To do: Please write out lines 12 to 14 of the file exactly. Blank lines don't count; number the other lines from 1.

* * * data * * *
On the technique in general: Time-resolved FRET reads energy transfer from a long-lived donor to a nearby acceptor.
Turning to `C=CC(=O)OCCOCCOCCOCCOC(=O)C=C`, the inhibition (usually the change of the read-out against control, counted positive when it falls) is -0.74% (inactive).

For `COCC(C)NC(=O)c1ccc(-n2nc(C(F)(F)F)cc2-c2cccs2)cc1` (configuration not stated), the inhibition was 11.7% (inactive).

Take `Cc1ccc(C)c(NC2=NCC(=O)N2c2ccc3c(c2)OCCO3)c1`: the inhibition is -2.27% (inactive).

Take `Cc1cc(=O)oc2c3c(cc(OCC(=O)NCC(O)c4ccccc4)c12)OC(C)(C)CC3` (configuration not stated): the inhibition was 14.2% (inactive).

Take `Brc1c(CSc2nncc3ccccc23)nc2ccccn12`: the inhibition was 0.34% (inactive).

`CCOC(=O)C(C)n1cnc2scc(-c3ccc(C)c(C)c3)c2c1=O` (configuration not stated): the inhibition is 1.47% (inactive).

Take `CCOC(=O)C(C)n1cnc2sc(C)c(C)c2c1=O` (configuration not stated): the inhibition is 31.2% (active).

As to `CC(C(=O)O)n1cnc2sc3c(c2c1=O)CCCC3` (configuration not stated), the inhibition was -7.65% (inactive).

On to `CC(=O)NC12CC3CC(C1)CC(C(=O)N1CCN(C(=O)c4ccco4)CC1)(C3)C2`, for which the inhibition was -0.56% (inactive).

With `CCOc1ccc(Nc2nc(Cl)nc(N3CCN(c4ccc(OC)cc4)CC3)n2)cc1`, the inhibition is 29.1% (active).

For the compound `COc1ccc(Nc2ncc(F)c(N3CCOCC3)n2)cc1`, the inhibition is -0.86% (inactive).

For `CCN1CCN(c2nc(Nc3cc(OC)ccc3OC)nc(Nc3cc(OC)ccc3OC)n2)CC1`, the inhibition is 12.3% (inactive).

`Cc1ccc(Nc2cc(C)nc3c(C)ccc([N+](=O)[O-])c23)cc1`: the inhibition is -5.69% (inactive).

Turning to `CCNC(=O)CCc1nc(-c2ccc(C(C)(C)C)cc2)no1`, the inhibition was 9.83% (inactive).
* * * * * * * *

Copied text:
For the compound `COc1ccc(Nc2ncc(F)c(N3CCOCC3)n2)cc1`, the inhibition is -0.86% (inactive).

For `CCN1CCN(c2nc(Nc3cc(OC)ccc3OC)nc(Nc3cc(OC)ccc3OC)n2)CC1`, the inhibition is 12.3% (inactive).

`Cc1ccc(Nc2cc(C)nc3c(C)ccc([N+](=O)[O-])c23)cc1`: the inhibition is -5.69% (inactive).